Tuesday, 2 December 2008

Let A Thousand Flowers Bloom?

This is new - at least for me. Compass are asking all and sundry to propose new policies. People can organise their own meetings to discuss the ideas proposed. It's not a sudden outbreak of unmediated direct democracy however - they still have an 'expert panel' to judge the ideas before Compass members get to vote on them.

No doubt all this is a predictable outgrowth of the Howard Dean and Obama campaigns - and an attempt to link the 'flash mob' phenomenon into the political process. But what interests me is that it seems to be a step on a path to re-imagining what a political party might be in the internet age.

'Modern' political parties are all, in essence, run by their full timers. The only real difference between the Tories and, say, the SWP in this respect is that the Tories' full timers are mainly elected representatives. Much as I dislike the paraphernalia of democratic centralism - the list system, the absurd insistence on defending the line - in strictly sociological or organisational terms all political parties are deeply alike in this respect, however different their ideology, party rules or policy offerings. The membership - even if you call the membership the 'cadre base' - is there to act as a transmission belt of ideas and activities generated from the top. The members are 'amateurs', theoretically in democratic control of the 'professionals' but in reality almost always subservient to them. So being a member ain't much fun unless you're an election/ paper sales junkie - which many of them are - or very keen on endless policy wonkery.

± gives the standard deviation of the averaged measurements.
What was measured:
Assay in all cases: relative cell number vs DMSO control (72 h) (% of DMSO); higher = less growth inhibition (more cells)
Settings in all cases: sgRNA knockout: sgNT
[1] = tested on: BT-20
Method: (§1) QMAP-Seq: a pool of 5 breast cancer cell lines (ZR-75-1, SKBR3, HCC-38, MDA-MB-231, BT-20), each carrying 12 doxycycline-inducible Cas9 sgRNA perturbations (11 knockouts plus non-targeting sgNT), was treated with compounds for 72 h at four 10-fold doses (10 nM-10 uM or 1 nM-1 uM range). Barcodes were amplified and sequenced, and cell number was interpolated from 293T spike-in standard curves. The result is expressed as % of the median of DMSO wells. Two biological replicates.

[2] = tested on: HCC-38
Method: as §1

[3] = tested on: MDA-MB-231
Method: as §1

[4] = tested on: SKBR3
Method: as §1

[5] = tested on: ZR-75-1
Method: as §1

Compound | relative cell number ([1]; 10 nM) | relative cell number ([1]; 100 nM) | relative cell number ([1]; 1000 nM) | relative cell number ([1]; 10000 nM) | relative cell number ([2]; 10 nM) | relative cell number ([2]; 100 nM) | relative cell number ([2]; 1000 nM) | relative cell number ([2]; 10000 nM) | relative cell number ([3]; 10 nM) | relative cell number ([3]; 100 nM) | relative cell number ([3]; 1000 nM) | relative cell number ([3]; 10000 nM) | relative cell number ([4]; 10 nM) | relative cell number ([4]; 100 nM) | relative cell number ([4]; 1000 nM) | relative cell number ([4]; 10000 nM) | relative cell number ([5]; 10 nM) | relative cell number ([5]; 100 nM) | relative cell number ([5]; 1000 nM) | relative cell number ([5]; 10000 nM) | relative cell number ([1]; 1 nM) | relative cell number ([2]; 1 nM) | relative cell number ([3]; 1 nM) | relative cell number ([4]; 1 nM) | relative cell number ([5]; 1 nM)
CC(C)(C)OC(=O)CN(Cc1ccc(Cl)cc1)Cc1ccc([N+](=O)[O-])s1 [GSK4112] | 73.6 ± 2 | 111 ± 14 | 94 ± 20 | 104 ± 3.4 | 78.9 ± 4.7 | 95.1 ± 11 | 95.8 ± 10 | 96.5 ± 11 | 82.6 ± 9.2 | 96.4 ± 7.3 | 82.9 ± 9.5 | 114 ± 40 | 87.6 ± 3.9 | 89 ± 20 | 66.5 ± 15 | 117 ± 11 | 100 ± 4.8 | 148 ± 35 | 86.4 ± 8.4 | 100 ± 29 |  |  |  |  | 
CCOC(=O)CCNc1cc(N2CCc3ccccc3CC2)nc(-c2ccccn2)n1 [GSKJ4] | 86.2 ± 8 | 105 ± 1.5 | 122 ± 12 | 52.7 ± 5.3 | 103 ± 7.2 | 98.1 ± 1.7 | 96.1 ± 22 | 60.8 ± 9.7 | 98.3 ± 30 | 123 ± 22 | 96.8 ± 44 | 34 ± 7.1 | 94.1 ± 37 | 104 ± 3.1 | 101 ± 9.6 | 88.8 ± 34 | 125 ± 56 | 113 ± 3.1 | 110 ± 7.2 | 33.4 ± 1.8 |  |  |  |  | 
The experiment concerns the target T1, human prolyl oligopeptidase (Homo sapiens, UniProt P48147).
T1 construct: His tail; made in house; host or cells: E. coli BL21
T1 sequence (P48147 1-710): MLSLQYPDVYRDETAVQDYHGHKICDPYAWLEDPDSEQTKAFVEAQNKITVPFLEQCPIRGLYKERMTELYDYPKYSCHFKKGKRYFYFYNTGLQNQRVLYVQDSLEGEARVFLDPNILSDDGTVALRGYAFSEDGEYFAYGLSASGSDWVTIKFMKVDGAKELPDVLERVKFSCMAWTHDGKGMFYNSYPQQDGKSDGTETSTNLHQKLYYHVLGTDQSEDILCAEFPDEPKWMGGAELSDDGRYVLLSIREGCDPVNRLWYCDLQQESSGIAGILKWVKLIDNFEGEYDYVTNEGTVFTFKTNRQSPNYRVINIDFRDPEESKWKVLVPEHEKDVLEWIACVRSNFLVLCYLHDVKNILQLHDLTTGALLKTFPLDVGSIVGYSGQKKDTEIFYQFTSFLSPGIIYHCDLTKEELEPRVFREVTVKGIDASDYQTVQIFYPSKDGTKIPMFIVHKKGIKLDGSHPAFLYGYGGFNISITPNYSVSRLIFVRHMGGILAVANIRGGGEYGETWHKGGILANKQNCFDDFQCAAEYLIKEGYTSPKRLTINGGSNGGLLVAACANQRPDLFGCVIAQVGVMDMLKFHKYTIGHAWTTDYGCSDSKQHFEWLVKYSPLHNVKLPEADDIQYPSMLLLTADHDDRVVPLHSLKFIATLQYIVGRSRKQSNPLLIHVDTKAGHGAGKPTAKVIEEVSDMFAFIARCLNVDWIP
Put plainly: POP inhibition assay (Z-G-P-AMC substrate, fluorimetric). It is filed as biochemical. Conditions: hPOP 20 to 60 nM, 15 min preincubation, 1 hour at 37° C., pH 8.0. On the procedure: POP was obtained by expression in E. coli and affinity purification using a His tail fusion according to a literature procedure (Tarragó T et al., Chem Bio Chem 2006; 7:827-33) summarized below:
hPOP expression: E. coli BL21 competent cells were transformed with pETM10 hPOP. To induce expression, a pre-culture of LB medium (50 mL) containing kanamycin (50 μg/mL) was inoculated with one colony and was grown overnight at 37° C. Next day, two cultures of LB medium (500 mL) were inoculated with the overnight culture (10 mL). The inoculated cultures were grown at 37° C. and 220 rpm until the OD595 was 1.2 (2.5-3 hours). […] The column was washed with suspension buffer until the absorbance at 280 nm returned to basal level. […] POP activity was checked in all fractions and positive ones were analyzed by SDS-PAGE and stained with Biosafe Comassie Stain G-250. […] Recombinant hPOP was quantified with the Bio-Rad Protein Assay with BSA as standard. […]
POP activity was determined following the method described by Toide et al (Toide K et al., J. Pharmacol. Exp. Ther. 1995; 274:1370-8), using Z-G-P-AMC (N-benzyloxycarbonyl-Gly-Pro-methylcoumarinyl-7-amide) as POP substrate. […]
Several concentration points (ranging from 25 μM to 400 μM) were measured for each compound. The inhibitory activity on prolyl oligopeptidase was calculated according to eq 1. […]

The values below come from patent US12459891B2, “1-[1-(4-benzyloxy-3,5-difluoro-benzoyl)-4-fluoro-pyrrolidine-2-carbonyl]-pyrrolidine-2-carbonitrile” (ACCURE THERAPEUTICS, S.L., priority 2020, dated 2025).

This sort of initiative might well prove to be e-window dressing that still leaves the professionals firmly in control. Indeed, it is likely that many of the proposals submitted will come from other professionals in various campaigns and pressure groups. But I still think it is worth two cautious cheers. Who knows, one or two ideas genuinely originating from amateurs might actually make their way through the process. & in the ossified world of politics that really would be something new.

( Hat-tip Tom P)

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